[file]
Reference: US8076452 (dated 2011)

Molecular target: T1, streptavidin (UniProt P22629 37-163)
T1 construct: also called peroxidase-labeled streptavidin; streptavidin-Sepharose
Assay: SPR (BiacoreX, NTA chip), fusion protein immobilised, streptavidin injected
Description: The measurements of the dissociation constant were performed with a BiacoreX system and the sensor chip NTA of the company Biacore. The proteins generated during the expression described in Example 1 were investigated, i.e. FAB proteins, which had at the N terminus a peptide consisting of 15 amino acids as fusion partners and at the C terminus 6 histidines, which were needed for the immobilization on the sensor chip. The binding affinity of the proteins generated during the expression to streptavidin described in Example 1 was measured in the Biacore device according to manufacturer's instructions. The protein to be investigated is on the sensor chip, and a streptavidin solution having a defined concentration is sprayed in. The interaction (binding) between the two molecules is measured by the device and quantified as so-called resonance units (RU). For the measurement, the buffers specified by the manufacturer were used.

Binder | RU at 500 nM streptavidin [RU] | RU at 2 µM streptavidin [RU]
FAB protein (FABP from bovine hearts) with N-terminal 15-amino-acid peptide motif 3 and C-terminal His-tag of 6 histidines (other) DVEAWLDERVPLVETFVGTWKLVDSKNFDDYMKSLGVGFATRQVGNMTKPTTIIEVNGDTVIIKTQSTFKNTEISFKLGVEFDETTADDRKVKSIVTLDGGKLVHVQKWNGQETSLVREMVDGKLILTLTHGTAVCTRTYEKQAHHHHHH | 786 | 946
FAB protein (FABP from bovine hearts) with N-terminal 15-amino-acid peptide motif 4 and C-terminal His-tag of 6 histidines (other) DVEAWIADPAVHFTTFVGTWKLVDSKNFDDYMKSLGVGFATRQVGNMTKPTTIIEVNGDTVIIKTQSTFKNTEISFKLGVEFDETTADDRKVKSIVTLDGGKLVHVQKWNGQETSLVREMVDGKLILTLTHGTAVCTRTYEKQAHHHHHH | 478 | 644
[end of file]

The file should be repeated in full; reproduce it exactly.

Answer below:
Reference: US8076452 (dated 2011)

Molecular target: T1, streptavidin (UniProt P22629 37-163)
T1 construct: also called peroxidase-labeled streptavidin; streptavidin-Sepharose
Assay: SPR (BiacoreX, NTA chip), fusion protein immobilised, streptavidin injected
Description: The measurements of the dissociation constant were performed with a BiacoreX system and the sensor chip NTA of the company Biacore. The proteins generated during the expression described in Example 1 were investigated, i.e. FAB proteins, which had at the N terminus a peptide consisting of 15 amino acids as fusion partners and at the C terminus 6 histidines, which were needed for the immobilization on the sensor chip. The binding affinity of the proteins generated during the expression to streptavidin described in Example 1 was measured in the Biacore device according to manufacturer's instructions. The protein to be investigated is on the sensor chip, and a streptavidin solution having a defined concentration is sprayed in. The interaction (binding) between the two molecules is measured by the device and quantified as so-called resonance units (RU). For the measurement, the buffers specified by the manufacturer were used.

Binder | RU at 500 nM streptavidin [RU] | RU at 2 µM streptavidin [RU]
FAB protein (FABP from bovine hearts) with N-terminal 15-amino-acid peptide motif 3 and C-terminal His-tag of 6 histidines (other) DVEAWLDERVPLVETFVGTWKLVDSKNFDDYMKSLGVGFATRQVGNMTKPTTIIEVNGDTVIIKTQSTFKNTEISFKLGVEFDETTADDRKVKSIVTLDGGKLVHVQKWNGQETSLVREMVDGKLILTLTHGTAVCTRTYEKQAHHHHHH | 786 | 946
FAB protein (FABP from bovine hearts) with N-terminal 15-amino-acid peptide motif 4 and C-terminal His-tag of 6 histidines (other) DVEAWIADPAVHFTTFVGTWKLVDSKNFDDYMKSLGVGFATRQVGNMTKPTTIIEVNGDTVIIKTQSTFKNTEISFKLGVEFDETTADDRKVKSIVTLDGGKLVHVQKWNGQETSLVREMVDGKLILTLTHGTAVCTRTYEKQAHHHHHH | 478 | 644